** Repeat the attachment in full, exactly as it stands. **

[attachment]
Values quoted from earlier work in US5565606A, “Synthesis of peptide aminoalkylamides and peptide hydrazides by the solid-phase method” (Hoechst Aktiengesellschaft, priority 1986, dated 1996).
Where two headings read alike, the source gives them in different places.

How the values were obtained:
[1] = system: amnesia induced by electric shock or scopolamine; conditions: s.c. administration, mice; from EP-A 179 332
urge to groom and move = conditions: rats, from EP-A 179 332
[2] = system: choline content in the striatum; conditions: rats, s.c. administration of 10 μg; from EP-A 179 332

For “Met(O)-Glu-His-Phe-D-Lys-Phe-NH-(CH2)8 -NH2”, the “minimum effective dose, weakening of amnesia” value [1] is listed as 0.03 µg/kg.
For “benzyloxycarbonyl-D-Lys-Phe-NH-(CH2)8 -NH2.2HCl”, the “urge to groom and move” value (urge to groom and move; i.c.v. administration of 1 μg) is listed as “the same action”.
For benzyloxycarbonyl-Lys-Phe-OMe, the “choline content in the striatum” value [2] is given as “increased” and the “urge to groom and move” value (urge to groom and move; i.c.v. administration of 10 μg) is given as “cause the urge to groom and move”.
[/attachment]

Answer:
Values quoted from earlier work in US5565606A, “Synthesis of peptide aminoalkylamides and peptide hydrazides by the solid-phase method” (Hoechst Aktiengesellschaft, priority 1986, dated 1996).
Where two headings read alike, the source gives them in different places.

How the values were obtained:
[1] = system: amnesia induced by electric shock or scopolamine; conditions: s.c. administration, mice; from EP-A 179 332
urge to groom and move = conditions: rats, from EP-A 179 332
[2] = system: choline content in the striatum; conditions: rats, s.c. administration of 10 μg; from EP-A 179 332

For “Met(O)-Glu-His-Phe-D-Lys-Phe-NH-(CH2)8 -NH2”, the “minimum effective dose, weakening of amnesia” value [1] is listed as 0.03 µg/kg.
For “benzyloxycarbonyl-D-Lys-Phe-NH-(CH2)8 -NH2.2HCl”, the “urge to groom and move” value (urge to groom and move; i.c.v. administration of 1 μg) is listed as “the same action”.
For benzyloxycarbonyl-Lys-Phe-OMe, the “choline content in the striatum” value [2] is given as “increased” and the “urge to groom and move” value (urge to groom and move; i.c.v. administration of 10 μg) is given as “cause the urge to groom and move”.